Mother Goose 2019: Leg 5: Day 4: Dundas Bay to Swanson Harbor | NW Explorations
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Mother Goose 2019: Leg 5: Day 4: Dundas Bay to Swanson Harbor

When Mother Goose awoke, Dundas Bay’s evening residents of fishing trawlers had left, leaving the bay still and sleepy. Taking their lead, we fired up the coffee pots and weighed anchor. Ted, an artisan potter from Pennsylvania, got quite the surprise when up came Thea’s anchor covered in beautiful, green clay. Most people don’t place cleaning the anchor as a trip highlight, but for Ted Dundas Bay held something extra special.

Cruising through Icy Straits, the fleet spotted porpoises and humpbacks on the horizon. Right as we came to the opening to Swanson Harbor, we got a very close look at a humpback sleeping near the shore! Humpbacks, like all mammals, don’t have gills and must come to the water’s surface to get oxygen.  Unlike most mammals, who live on land, Cetateans (whales, porpoises and dolphins) evolved to breathe voluntarily instead of involuntarily to avoid accidentally breathing under water. This means whales only breathe when they consciously think “Ok, time to breathe!” When asleep they must remain partially continuous, where one half of their brain is resting while the other half is regulating their breathing. This might sound like a lot of logistics for a nap, but really our sleeping humpback looked very peaceful bobbing at the surface, slowly breathing huge whale breaths. Sweet dreams humpback!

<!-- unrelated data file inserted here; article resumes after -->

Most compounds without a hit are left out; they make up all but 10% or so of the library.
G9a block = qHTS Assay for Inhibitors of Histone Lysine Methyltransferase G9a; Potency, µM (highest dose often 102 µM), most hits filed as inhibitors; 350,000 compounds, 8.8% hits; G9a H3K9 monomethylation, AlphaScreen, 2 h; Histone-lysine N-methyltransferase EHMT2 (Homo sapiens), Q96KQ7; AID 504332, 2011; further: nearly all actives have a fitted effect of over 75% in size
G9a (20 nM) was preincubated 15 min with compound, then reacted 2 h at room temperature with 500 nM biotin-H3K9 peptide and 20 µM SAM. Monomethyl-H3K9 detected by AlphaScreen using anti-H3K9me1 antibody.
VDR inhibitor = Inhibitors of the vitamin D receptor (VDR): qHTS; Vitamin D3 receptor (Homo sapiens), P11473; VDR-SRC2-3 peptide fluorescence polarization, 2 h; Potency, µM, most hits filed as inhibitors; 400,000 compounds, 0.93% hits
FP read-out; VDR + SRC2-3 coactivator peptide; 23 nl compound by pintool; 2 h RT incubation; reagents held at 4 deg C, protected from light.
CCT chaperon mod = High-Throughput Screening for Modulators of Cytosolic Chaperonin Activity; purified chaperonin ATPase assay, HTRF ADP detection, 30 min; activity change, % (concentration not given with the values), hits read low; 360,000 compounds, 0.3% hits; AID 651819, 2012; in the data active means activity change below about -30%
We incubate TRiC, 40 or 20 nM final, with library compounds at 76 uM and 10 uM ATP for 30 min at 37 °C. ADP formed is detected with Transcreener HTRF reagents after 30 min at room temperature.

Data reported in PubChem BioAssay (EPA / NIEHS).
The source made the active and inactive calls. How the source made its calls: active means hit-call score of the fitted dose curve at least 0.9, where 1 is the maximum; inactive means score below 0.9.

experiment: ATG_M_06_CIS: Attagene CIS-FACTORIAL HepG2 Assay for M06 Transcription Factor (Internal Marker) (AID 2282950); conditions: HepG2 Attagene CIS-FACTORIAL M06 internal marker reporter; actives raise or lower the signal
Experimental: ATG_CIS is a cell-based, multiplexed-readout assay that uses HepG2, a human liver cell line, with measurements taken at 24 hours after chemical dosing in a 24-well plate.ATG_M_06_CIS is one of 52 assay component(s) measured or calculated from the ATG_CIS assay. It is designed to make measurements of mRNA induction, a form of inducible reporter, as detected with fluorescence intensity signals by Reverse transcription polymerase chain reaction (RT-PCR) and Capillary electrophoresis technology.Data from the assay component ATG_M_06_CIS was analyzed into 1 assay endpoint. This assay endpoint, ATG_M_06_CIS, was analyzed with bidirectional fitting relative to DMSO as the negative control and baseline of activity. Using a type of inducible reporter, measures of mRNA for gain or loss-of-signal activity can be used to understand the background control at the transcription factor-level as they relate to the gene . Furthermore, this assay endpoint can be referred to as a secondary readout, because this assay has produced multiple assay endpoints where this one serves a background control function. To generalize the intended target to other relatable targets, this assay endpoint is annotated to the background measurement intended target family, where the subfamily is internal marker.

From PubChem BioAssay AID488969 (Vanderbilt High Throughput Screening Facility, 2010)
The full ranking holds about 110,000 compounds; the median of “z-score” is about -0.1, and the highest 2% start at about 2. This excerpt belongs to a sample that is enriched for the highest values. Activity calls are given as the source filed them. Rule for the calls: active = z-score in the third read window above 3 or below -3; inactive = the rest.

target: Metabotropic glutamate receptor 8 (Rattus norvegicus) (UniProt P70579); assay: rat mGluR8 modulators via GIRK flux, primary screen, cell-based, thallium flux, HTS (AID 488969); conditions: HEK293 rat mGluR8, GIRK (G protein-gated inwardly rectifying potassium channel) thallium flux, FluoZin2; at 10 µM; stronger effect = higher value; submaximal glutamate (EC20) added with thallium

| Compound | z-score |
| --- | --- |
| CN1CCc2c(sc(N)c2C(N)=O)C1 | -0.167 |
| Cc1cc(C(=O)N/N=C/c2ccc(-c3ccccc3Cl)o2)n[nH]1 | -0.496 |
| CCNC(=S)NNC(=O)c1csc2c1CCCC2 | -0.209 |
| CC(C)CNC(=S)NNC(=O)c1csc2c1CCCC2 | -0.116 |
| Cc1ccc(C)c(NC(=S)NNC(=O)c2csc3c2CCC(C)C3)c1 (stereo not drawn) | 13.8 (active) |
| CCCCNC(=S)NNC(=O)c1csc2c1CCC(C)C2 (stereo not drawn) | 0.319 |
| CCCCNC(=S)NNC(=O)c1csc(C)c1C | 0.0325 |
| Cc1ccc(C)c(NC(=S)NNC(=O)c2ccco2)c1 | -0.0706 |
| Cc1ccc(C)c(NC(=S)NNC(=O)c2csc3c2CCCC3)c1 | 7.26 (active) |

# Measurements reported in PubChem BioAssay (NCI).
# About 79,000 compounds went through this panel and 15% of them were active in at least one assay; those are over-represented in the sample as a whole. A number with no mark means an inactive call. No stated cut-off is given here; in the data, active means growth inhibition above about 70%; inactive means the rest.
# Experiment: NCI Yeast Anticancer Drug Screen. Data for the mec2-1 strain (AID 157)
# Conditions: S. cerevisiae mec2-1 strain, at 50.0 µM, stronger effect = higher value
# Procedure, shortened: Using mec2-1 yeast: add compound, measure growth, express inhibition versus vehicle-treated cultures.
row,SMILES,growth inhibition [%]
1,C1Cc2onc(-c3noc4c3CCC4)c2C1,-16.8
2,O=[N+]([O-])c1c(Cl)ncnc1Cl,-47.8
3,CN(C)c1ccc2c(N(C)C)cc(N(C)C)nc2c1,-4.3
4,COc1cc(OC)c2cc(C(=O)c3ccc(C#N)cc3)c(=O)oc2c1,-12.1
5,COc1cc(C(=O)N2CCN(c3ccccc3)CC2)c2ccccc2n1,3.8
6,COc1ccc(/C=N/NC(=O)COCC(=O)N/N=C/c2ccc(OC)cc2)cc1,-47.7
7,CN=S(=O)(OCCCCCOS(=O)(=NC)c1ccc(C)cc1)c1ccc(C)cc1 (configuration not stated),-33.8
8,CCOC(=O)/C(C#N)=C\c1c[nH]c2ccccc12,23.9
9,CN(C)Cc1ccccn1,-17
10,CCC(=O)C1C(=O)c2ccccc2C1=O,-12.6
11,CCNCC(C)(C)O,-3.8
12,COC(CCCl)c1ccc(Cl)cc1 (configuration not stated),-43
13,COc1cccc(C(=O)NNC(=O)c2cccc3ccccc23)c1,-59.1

The fleet pulled in to the floating docks in Swanson Harbor, the midafternoon sun heating the wooden boards under our feet and dancing along the water. Once tied up, everyone was ready to go explore! Ann and Annie from Thea immediately hopped in their kayaks to go for a paddle along the shore. Walker and Grandpa Bob, our resident fishermen, got their tackle out and headed off in their dingy with hopes of catching the big one. Meanwhile, Chris and Ashely took Deception’s kayak’s out for a spin, basking in the sunshine. David, from Thea, and Ann, from Bonum Vitae, opted for a more terrestrial activity and went for a walk along the beach. Walking along a path of scraggly pickleweed and discarded mussel shells, we came upon a group of nesting Black Oyster Catchers chittering loudly. That evening Thea and Bonum Vitae crew hauled in a bunch of crab, a number of which were keepers! Time for crab dinner! The fleet went to sleep, just like our humpback, bobbing gently in the water, full and happy.

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